In 1942, one year after the pogrom, my mother succeeded in placing me in the same orphanage where Ester was living. We were to remain there until 1945. The director of that institution was a Mrs. Horowitz. I also remember Adelle, the woman who did the washing. She was deaf and very kind. The orphanage consisted of two very large rooms--one for boys and one for girls-- with about 20 bunks each. Downstairs, there was the kitchen, the infirmary, and a long metal sink for us to wash in and also to wash the laundry. We kept busy scrubbing the floors, straightening out the sheets on the bunks, and helping in the kitchen. At times, we would play in the backyard. We ate mostly "mamaliga"-- cornmeal porridge. Occasionally, relatives of the children or volunteers from the Jewish community would come to visit. They would bring candies and old rags from which we made dolls. Sometimes, we would chatter, sing and laugh together. I liked it much better than staying home alone; I also felt much safer.

On February 25, 1944, a large group of orphans arrived from Transnistria. Those who were relatively healthy had been placed in a school across the street from us. The sick ones, aged one to fifteen, were brought to our orphanage. They were emaciated, exhausted, and were covered with open wounds from scratching the terrible itching caused by scabies. We settled them in a large dormitory. The "veterans", like myself, were assigned to take care of the younger newcomers. We used to treat the scabies with a black, tar-like, creamy ointment, which caused severe burning of the skin. The babies were howling in pain; we would cuddle them, and would share with them our meagre food. Feeling comforted and loved, our little "siblings" recovered within a few weeks.

Then, the Jewish committee rented trucks to transport the children to Bucharest, where orphans from Transnistria had been gathered from many Romanian cities. From Bucharest, the orphans were to be sent to the port of Constanta, and put aboard Palestine-bound ships (rented by the American Joint committee). Two vessels were already waiting for them there: the Mefkure and the Salvador. But this happy ending was not to happen. The children aboard these ships met with a cruel death.

Mefkure, with 400 people on board, was torpedoed, and sunk near Istanbul. Those who jumped off the ship and attempted to swim ashore, were machine-gunned. Some of the children on board were so young, they didn't even know their own names. The plan was to name those babies and issue birth certificates upon their arrival in Palestine. Since they drowned, their identity will forever remain unknown. A list of Mefkure passengers is kept at Yad Vashem, in Jerusalem. Of the 400 passengers on board, it lists the name and age for only 299.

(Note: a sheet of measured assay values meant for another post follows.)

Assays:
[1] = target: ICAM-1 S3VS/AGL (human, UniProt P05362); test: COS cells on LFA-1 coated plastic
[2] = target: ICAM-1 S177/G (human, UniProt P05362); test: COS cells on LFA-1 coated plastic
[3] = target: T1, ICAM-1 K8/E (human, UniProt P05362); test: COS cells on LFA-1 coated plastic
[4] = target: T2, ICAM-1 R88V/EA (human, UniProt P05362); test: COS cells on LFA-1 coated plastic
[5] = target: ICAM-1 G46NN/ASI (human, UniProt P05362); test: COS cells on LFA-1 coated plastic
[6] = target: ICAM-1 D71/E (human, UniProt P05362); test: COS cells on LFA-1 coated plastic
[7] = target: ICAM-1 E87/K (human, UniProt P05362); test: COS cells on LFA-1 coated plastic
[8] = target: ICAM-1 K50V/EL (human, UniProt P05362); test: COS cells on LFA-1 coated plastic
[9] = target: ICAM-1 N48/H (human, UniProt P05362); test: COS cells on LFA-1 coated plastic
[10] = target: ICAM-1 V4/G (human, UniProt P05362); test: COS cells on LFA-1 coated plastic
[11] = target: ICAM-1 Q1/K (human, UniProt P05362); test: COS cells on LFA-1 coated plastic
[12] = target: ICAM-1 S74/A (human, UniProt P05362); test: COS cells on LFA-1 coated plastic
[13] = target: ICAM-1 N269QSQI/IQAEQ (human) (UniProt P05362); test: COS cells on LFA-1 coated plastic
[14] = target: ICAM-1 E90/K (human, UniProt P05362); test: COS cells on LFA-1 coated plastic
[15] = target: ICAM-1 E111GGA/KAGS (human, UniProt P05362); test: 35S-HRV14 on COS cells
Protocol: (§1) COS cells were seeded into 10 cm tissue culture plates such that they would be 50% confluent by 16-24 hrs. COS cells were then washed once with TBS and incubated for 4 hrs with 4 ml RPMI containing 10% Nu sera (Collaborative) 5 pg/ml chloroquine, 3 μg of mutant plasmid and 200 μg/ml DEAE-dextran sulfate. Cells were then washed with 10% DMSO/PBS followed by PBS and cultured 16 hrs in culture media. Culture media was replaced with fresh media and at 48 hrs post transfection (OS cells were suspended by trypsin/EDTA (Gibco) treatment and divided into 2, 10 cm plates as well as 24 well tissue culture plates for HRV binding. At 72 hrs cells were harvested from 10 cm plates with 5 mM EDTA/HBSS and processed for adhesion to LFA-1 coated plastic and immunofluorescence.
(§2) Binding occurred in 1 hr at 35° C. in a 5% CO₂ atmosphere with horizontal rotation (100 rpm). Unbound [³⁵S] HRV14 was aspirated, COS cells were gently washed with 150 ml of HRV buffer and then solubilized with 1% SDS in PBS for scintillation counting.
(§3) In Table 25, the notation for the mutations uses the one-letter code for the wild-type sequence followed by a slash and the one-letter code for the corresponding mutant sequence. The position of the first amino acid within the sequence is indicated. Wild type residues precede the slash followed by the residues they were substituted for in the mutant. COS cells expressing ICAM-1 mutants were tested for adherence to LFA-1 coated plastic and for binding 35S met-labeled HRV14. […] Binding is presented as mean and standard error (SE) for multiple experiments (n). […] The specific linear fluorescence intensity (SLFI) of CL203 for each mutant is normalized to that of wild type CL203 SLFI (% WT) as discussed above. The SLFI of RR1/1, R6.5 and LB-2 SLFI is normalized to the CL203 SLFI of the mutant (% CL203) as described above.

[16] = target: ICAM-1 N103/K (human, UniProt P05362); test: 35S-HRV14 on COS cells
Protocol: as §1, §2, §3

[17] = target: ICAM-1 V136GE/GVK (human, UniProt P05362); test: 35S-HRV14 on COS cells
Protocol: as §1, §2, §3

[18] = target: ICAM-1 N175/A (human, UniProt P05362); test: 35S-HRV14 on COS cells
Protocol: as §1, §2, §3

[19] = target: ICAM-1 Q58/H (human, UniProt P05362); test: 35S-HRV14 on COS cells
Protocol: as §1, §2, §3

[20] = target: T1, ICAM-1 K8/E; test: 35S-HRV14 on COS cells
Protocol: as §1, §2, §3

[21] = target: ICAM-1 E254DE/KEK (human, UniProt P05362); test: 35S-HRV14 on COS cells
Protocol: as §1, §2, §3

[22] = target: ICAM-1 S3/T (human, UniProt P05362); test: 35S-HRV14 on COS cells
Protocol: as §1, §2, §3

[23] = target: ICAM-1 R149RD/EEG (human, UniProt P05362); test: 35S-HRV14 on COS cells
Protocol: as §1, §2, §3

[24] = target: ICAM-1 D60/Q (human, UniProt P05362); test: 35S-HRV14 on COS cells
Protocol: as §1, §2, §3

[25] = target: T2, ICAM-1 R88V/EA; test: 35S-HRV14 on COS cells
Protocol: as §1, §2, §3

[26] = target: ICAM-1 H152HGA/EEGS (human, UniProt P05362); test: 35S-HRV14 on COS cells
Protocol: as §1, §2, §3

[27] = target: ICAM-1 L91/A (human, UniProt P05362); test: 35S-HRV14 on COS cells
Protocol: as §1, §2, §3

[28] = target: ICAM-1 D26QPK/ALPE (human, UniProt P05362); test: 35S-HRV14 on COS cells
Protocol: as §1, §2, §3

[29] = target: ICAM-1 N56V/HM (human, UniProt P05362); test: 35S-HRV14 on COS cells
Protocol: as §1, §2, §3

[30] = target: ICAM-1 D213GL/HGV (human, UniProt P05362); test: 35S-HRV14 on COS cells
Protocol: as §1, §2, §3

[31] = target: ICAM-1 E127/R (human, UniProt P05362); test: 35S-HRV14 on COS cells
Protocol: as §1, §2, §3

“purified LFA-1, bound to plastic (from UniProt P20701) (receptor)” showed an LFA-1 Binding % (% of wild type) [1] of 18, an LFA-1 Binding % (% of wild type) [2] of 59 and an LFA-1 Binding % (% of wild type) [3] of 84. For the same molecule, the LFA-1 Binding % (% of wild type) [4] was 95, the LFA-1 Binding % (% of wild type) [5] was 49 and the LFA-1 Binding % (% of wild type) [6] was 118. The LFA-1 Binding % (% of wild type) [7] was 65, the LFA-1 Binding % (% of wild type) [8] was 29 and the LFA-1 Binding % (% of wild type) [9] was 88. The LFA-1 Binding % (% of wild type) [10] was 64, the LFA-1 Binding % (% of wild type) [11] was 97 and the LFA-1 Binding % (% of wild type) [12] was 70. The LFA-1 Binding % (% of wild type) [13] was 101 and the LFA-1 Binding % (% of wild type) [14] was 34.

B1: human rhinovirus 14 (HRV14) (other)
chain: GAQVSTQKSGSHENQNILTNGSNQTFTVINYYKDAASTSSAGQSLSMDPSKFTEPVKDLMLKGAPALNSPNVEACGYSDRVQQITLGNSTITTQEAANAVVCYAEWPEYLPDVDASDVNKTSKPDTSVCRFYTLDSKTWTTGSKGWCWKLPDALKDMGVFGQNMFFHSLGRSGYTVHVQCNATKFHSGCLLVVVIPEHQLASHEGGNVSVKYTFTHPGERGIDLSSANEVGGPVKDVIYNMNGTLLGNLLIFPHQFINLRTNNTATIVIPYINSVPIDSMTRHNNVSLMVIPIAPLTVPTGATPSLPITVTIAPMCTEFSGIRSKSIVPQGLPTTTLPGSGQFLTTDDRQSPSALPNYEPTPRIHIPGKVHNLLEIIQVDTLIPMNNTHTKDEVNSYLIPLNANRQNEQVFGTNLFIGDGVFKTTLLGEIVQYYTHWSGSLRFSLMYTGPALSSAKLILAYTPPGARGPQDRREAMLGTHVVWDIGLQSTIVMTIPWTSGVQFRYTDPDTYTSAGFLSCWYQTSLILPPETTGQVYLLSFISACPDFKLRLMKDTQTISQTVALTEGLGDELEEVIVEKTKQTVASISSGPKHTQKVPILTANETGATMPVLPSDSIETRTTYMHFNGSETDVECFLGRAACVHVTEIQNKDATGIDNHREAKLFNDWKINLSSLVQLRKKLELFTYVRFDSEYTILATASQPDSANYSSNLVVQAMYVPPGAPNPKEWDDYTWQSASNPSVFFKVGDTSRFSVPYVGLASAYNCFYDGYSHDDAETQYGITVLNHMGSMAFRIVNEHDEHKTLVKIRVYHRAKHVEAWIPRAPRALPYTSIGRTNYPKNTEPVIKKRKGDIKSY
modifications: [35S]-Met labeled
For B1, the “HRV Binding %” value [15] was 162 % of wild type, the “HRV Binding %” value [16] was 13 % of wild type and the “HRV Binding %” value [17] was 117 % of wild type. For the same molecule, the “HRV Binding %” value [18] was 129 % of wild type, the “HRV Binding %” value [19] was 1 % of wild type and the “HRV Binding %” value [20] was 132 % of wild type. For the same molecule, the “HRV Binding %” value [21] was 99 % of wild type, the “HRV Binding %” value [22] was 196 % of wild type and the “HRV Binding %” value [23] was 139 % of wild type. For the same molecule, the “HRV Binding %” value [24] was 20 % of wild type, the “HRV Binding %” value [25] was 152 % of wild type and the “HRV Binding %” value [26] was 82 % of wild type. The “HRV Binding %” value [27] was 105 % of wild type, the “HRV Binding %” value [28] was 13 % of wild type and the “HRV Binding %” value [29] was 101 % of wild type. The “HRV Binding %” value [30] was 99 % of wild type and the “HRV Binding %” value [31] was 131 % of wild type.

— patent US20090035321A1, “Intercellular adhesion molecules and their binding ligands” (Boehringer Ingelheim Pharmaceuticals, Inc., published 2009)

"... the Bulgarian ship, Salvador, was torpedoed by a German warship, in the middle of the sea. There were three hundred and fifty people on board, including one hundred and fifty children, who had been saved from the clutches of death in Transnistria. They were hoping to begin a new life in Israel. The irony is that the name Salvador actually means "salvation"... (from: Yad Edinetz, The Edinetz Association, 1973, Tel Aviv).

I only recently found out about the tragic fate of the above-mentioned two ships. Since then, I have been in constant mourning, however belated. I feel terribly sad that, after having experienced so much anguish, those Transnistria orphans were never able to reach the shores of safety. I used to feel so close to those babies, I cared for them, I cuddled them, I loved them like a sister, and I often wondered what their future would hold.

My brother, Yacov, although not a Transnistria orphan, was smuggled onto the trucks when they picked up the orphans. Unbeknownst to me, upon his arrival in Bucharest, he and several others children, fell very ill and could not continue the journey. That might have saved his life, as he might have been on board a vessel that sunk. In 1946, he emigrated to Israel with my aunt. Later, he got married and presently he lives with his family in Kiriat Shmuel. In the meantime, we had lost contact with our mother.

Once the war was over, The Gordonia Zionist organization worked feverishly to speed up the emigration of Jewish orphans to Palestine. They gathered children from all over the country and took us to a summer camp, where we had group meetings, learned Hebrew songs, bathed in the river, played games, and came to know the Gordonia Zionist youth guides. After about two weeks, all of us were sent back to wherever we had come from, our own families, or orphanages.

Back in the orphanage in Iasi, I went back to school. The Gordonia guides kept in touch with us through weekly visits and meetings. In July 1947, different Zionist youth organizations gathered children from all over the country and organised the first general meeting of about 500 children, in Bucharest. There, we lived in a school for about 2 weeks; we had very little food, but our guides kept us busy, and we got quite attached to them. Then, we embarked a train to Czechoslovakia, and we stayed in a camp in Prague, for about 10 days. The Czeck volunteers provided us with enough food and even chocolates.